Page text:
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RE: Beam unbraced length

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Duane,
Likewise with angles which I have used to reinforce 
lightly loaded crane runways where we could not remove 
rail and conductors were not a problem.

Gary

On 20 Mar 2003 at 7:12, Duane Siegfried wrote:

> There is another solution.  I have a January 1972 AISC Engineering
> Journal article titled "The case fo rthe Semi-Box Girder".  The author
> describes using a wide flange or plate girder with diagonal plates
> from the flange tip to the web (at a 45 degree angle)
> 
>  =======
>   \    |    /
>     \  |  /
>       \|/
>        |
>        |
>        |
>        |
>  =======
> 
> This creates a torsionally closed section at the top (compression)
> flange, which radically increases the buckling resistance.  The noted
> article has a good set of references and a design example.  I have
> used this method and it works!
> 
> 
> Duane Siegfried, P.E., S.E.
> Associate Manager, Structural Engineering
> Horner & Shifrin, Inc.
> 5200 Oakland Avenue
> St. Louis, MO  63110
> Phone:  314/531-4321
> FAX:  314/531-6966
> Visit us at http://www.hornershifrin.com to see why we are one of the:
> - Top 500 Design Firms (Engineering News Record) - Top 25 Best Civil
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> 
> 
> 
> 
> -----Original Message-----
> From: Michael Hemstad [mailto:mlhemstad(--nospam--at)yahoo.com] 
> Sent: Monday, March 17, 2003 2:01 PM
> To: seaint(--nospam--at)seaint.org
> Subject: Beam unbraced length 
> 
> 
> Bill Sherman wrote:
> 
> "I've recently tried to find if any literature
> indicates that web stiffeners reduce effective
> unbraced length of beams, under the theory that the
> stiffeners prevent twist of the compression flange
> relative to the tension flange, and the tension flange
> helps keep the beam straight. However, I cannot find
> any evidence of this - the literature seems to
> indicate that the entire beam cross-section rotates
> and thus such stiffeners would not be of benefit
> without actual lateral bracing attached."
> 
> Bill,
> Normal plate stiffeners aren't effective in preventing
> relative flange twist because they have such low
> torsional stiffness.  If you're really stuck, use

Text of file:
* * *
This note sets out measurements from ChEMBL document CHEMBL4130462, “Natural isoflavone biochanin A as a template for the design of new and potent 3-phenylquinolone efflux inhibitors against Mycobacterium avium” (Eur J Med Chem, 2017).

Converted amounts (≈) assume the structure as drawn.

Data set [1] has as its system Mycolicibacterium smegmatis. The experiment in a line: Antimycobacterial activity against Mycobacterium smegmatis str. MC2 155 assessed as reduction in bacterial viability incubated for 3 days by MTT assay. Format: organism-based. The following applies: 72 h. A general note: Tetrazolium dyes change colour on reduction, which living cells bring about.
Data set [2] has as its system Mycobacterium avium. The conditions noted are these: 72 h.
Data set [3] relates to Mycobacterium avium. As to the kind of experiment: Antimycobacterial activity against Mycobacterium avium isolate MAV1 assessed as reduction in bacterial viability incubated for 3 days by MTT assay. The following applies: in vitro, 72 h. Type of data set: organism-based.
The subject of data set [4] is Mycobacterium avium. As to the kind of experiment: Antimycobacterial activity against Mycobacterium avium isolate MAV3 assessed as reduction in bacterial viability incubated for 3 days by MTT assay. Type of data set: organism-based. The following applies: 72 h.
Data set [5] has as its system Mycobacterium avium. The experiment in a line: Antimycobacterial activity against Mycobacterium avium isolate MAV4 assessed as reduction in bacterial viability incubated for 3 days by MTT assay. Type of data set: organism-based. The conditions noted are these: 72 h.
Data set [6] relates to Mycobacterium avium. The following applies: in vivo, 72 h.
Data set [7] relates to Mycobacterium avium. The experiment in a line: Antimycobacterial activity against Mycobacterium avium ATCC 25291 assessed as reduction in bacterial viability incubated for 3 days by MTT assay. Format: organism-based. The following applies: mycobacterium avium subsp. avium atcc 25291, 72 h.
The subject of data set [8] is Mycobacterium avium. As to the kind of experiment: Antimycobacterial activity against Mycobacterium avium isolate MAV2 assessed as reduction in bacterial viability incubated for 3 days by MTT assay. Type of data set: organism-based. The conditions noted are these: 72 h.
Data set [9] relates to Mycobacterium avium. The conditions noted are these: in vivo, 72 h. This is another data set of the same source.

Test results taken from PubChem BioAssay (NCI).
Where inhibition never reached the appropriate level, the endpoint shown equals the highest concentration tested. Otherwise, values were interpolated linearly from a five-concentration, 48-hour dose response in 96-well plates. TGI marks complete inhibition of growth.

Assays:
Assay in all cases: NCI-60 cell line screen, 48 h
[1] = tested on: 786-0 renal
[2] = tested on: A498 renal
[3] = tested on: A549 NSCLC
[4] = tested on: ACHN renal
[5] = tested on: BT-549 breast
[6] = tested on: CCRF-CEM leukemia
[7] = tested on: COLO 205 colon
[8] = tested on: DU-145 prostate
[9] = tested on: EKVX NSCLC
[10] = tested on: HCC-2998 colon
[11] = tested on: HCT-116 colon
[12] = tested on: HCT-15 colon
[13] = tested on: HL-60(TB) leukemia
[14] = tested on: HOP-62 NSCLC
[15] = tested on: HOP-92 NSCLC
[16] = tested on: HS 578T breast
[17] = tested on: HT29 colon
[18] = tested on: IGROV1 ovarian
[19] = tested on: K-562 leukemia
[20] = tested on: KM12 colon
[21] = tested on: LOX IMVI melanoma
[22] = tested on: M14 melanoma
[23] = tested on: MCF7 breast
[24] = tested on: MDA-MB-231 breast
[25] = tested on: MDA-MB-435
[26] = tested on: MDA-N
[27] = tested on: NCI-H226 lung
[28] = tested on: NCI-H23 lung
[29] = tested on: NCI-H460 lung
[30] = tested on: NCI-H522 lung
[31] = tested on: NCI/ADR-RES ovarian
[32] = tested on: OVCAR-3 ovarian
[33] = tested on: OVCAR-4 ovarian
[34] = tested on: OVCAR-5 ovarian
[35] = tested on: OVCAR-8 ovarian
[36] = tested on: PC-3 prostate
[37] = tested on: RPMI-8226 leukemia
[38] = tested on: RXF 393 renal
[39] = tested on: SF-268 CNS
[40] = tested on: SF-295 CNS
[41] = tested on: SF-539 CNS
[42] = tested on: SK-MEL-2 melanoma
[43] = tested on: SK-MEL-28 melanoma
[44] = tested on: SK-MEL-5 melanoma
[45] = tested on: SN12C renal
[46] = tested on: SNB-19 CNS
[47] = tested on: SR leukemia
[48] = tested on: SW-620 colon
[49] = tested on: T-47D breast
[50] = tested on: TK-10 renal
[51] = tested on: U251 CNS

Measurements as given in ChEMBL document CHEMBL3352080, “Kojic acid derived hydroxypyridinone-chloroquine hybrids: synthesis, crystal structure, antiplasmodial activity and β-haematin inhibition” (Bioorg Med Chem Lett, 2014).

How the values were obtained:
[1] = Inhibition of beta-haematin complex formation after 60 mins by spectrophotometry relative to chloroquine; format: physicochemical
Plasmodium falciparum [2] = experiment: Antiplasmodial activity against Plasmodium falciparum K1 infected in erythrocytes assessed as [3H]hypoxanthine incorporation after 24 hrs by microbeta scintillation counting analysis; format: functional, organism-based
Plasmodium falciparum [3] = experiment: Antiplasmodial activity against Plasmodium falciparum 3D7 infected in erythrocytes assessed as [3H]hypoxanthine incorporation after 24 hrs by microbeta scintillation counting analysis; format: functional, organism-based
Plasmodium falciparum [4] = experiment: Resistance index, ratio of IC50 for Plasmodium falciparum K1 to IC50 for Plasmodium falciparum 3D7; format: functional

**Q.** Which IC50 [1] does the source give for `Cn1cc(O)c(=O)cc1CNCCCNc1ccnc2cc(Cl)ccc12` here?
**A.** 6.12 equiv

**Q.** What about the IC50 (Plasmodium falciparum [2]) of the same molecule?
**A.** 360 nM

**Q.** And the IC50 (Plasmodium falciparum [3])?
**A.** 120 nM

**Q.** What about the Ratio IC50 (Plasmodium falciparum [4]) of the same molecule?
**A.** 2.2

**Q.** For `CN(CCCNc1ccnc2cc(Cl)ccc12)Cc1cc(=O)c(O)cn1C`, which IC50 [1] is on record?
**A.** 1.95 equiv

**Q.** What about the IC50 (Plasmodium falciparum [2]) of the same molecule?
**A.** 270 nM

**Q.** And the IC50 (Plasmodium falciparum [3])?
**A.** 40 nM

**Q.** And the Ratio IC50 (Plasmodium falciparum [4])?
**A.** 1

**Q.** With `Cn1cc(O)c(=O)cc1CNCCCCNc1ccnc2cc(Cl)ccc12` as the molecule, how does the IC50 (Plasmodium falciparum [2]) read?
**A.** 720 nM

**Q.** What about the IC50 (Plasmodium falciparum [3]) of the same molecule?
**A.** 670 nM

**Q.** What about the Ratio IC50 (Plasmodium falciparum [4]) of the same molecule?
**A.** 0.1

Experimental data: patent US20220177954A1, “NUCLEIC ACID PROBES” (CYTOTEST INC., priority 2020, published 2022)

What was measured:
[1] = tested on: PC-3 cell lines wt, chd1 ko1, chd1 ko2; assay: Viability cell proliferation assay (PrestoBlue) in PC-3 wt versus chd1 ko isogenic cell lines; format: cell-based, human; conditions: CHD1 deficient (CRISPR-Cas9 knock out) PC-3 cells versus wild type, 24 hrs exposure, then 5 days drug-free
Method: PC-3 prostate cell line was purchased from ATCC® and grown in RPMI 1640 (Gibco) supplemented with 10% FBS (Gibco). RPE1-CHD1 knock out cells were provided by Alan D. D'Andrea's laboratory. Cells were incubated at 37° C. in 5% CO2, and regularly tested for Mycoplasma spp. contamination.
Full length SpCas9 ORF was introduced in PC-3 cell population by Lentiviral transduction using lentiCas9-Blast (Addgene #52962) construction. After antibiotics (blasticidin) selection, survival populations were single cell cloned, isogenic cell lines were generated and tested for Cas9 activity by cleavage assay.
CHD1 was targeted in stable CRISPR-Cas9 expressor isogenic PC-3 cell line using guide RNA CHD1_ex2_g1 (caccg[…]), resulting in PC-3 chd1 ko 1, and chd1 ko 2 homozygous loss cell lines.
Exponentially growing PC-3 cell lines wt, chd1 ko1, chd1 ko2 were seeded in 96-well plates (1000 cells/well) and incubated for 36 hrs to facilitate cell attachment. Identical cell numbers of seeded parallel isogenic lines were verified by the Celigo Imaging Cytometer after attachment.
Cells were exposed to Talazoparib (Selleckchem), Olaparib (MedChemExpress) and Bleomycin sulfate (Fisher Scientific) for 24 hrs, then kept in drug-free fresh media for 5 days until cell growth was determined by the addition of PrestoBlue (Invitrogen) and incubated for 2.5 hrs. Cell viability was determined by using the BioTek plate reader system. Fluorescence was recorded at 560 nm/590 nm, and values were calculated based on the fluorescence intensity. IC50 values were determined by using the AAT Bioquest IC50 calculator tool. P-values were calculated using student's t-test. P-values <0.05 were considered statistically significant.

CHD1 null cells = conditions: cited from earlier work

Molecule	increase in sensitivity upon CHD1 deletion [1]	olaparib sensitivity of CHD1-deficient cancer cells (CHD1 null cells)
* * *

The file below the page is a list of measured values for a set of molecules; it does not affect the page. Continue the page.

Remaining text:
> something with torsional stiffness.  The Guide to
> Stability Design Criteria (Galambos--I think 4th Ed.)
> mentions the use of split HSS members welded all
> around.  For example for a W24x55 you could split a
> TS6x6x1/4 and weld it as a vertical stiffener on
> either side of the web, each end, taking care to weld
> the 6 inch edge to the flanges.  Then the flanges
> can't twist.  Unfortunately, I don't think they gave a
> lot of advice on quantifying this effect. 
> Practically, it's more interesting than useful, but it
> is at least theoretically useful.
> 
> 
> Charlie Carter wrote, in answer to a question:
> 
> ">It seems to suggest that if the top flange
> >is connected to a slab, then a pair of full
> >height stiffeners (welded to both flanges
> >and web?)can be considered a braced point in
> >determining the unbraced length of the beam. Am
> >I getting this right and can we extend this to
> >a beam connected to a roof
> >metal deck?
> 
> Probably, but there are criteria you can use to decide
> yes or no."
> 
> This would frankly scare me.  A top flange with studs
> reaching into a concrete slab is very stiff (both translationally and
> torsionally), and in my opinion placing stiffeners attached to the top
> flange at a location qualifies that location as braced for the bottom
> flange.
> 
> However, the same scenario with metal deck is much
> less secure.  The decking will brace the top flange translationally
> (because it's very stiff axially and in shear), and if the top flange
> is in compression and the ends of the beam are prevented from
> twisting, you're all set.  But if you get compression in the bottom
> flange, those few little puddle welds or screws holding that nice thin
> metal deck to your top flange don't offer very much torsional
> resistance (because the deck is not very stiff in bending, and the
> fasteners aren't worth much either, and besides they may only be a few
> inches apart).  So, the discrete torsional load placed by the
> stiffeners trying to restrain the bottom flange is not going to find
> the resistance it needs.
> 
> If you're stuck in an as-built situation, you're
> better off trying to X-brace to the next member. 
> Otherwise, as was pointed out, it's better and cheaper
> to design a wider flange.
> 
> Mike Hemstad, P.E.
> TKDA
> St. Paul, Minnesota
> 
> 
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